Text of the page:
Mazan, MaciejkaTranslatorsecondary authorsome editionsconfirmed
Mingiardi, VincenzoTranslatorsecondary authorsome editionsconfirmed
Palomas, AlejandroTranslatorsecondary authorsome editionsconfirmed
Schmidt, SibylleTranslatorsecondary authorsome editionsconfirmed
Sjöström, Hans O.Translatorsecondary authorsome editionsconfirmed
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For my mother
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It took me a long time and most of the world to learn what I know about love and fate and the choices we make, but the heart of it came to me in an instant, while I was chained to a wall and being tortured.
At first, when we truly love someone, our greatest fear is that the loved one will stop loving us. What we should fear and dread, of course, is that we won't stop loving them, even after they're dead and gone.
They'd lied to me and betrayed me, leaving jagged edges where all my trust had been, and I didn't like or respect or admire them any more, but still I loved them. I had no choice. I understood that, perfectly, standing in the white wilderness of snow. You can't kill love. You can't even kill it with hate. You can kill in-love, and loving, and even loveliness. You can kill them all, or numb them into dense, leaden regret, but you can't kill love itself. Love is the passionate search for a truth other than your own; and once you feel it, honestly and completely, love is forever. Every act of love, every moment of the heart reaching out, is a part of the universal good: it's a part of God, or what we call God, and it can never die.
And I'd learned, the hard way, that sometimes, even with the purest of intentions, we make things worse when we do our best to make things better. (p.81)
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Amazon.com Amazon.com Review (ISBN 0312330537, Paperback)

Crime and punishment, passion and loyalty, betrayal and redemption are only a few of the ingredients in Shantaram, a massive, over-the-top, mostly autobiographical novel. Shantaram is the name given Mr. Lindsay, or Linbaba, the larger-than-life hero. It means "man of God's peace," which is what the Indian people know of Lin. What they do not know is that prior to his arrival in Bombay he escaped from an Australian prison where he had begun serving a 19-year sentence. He served two years and leaped over the wall. He was imprisoned for a string of armed robberies peformed to support his heroin addiction, which started when his marriage fell apart and he lost custody of his daughter. All of that is enough for several lifetimes, but for Greg Roberts, that's only the beginning.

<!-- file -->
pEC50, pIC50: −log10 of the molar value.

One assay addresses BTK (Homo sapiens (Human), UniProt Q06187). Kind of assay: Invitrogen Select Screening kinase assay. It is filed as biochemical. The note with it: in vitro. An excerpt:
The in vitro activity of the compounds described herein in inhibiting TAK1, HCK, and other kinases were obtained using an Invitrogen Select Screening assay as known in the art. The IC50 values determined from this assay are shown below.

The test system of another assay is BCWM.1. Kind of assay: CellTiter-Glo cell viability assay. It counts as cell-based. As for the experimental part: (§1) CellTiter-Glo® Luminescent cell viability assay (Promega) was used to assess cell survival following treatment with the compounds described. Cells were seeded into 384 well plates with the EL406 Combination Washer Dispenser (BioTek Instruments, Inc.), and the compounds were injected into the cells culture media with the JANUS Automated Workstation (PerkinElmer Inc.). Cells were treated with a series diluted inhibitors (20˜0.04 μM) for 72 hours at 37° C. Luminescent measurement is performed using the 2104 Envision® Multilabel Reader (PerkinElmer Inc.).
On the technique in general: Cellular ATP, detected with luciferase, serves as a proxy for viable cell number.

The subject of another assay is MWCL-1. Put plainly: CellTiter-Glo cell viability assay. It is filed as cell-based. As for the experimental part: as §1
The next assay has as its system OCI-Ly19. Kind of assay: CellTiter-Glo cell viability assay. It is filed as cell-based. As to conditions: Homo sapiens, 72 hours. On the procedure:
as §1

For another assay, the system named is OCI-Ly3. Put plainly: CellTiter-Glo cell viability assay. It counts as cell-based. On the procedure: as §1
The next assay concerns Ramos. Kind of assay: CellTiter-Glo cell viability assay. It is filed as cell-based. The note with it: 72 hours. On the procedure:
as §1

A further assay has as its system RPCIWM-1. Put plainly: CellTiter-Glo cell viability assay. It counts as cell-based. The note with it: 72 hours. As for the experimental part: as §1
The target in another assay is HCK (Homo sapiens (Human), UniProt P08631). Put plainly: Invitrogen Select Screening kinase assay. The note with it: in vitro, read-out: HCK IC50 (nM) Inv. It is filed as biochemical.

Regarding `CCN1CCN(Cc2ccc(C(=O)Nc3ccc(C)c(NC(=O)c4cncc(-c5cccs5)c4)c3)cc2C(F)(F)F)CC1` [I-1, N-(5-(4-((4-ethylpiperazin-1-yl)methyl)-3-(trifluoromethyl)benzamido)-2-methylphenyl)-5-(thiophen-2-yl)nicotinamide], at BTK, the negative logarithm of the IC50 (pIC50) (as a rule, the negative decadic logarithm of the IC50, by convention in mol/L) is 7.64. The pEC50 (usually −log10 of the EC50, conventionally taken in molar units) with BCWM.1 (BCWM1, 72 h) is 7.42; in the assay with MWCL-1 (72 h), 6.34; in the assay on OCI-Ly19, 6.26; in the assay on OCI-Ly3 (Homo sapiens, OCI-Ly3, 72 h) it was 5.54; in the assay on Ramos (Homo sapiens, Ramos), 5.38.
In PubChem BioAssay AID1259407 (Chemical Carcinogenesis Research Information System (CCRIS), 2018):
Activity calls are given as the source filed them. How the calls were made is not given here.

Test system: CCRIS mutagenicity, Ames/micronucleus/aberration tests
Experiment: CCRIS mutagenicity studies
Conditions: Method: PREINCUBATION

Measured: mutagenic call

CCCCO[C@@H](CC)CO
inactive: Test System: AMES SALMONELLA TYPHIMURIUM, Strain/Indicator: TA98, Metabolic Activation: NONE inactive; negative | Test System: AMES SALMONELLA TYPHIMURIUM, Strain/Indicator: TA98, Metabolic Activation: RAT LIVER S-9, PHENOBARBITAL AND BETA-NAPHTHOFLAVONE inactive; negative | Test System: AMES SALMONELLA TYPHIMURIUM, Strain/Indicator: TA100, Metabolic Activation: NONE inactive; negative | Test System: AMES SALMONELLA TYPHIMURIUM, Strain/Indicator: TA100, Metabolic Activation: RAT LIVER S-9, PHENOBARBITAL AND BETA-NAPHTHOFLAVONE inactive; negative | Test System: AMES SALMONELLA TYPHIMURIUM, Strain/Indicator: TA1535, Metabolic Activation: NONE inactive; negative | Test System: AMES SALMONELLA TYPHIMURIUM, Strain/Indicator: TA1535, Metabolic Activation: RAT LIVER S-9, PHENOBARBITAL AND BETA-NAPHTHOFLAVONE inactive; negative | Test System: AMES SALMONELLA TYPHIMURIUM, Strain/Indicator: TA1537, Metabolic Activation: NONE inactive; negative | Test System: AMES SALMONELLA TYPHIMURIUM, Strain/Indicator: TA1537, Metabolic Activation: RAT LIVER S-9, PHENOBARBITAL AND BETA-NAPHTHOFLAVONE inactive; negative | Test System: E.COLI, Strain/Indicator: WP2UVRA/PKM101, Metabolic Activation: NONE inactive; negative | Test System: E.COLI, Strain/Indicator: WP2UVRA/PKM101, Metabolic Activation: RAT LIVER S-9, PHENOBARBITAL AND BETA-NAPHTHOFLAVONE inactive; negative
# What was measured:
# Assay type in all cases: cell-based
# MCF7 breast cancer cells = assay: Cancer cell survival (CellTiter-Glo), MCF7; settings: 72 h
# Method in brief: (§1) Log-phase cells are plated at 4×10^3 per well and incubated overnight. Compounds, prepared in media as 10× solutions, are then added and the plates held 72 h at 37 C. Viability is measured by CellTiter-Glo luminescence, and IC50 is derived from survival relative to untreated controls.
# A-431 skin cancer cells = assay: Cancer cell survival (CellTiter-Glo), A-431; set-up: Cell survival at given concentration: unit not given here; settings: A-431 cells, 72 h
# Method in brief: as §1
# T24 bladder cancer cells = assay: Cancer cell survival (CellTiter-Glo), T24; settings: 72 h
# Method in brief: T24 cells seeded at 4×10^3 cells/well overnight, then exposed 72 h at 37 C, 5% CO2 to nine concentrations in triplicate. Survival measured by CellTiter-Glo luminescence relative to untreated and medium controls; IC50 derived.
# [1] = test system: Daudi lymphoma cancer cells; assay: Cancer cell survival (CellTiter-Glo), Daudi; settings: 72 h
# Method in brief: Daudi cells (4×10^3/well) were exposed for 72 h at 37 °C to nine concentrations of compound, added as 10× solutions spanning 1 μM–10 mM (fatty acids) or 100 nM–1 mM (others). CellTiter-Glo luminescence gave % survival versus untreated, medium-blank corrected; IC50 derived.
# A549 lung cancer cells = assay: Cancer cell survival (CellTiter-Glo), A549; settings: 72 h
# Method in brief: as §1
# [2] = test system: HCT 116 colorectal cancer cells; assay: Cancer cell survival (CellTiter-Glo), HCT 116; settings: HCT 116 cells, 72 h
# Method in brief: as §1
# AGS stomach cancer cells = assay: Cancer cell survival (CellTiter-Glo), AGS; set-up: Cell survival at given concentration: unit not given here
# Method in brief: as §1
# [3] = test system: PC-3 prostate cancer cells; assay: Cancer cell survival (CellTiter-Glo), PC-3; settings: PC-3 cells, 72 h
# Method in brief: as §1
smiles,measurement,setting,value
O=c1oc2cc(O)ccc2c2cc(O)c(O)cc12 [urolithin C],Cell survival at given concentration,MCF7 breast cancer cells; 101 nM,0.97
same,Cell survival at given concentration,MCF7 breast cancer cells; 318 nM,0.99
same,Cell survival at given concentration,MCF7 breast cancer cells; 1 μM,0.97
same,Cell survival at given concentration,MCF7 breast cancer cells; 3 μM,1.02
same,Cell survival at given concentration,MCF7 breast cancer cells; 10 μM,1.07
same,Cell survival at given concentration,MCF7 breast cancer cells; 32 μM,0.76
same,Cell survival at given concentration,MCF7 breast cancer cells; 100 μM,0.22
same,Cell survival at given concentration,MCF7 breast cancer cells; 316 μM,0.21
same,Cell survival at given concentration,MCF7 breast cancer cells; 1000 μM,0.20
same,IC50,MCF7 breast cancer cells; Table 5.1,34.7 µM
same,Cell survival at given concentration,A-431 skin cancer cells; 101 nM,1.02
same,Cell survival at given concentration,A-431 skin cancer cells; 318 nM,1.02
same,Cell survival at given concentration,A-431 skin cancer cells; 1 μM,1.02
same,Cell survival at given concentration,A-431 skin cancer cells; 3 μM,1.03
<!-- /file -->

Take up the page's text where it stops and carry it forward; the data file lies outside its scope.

He arrives in Bombay with little money, an assumed name, false papers, an untellable past, and no plans for the future. Fortunately, he meets Prabaker right away, a sweet, smiling man who is a street guide. He takes to Lin immediately, eventually introducing him to his home village, where they end up living for six months. When they return to Bombay, they take up residence in a sprawling illegal slum of 25,000 people and Linbaba becomes the resident "doctor." With a prison knowledge of first aid and whatever medicines he can cadge from doing trades with the local Mafia, he sets up a practice and is regarded as heaven-sent by these poor people who have nothing but illness, rat bites, dysentery, and anemia. He also meets Karla, an enigmatic Swiss-American woman, with whom he falls in love. Theirs is a complicated relationship, and Karla’s connections are murky from the outset.

Roberts is not reluctant to wax poetic; in fact, some of his prose is downright embarrassing. Throughought the novel, however, all 944 pages of it, every single sentence rings true. He is a tough guy with a tender heart, one capable of what is judged criminal behavior, but a basically decent, intelligent man who would never intentionally hurt anyone, especially anyone he knew. He is a magnet for trouble, a soldier of fortune, a picaresque hero: the rascal who lives by his wits in a corrupt society. His story is irresistible. Stay tuned for the prequel and the sequel. --Valerie Ryan

(retrieved from Amazon Mon, 30 Sep 2013 13:36:40 -0400)

(see all 4 descriptions)

The story of a man who escapes from a maximum security facility in Australia and arrives in Bombay, crossroads of the underworld, where he works in an aid station and smuggles drugs and guns.

(summary from another edition)

» see all 8 descriptions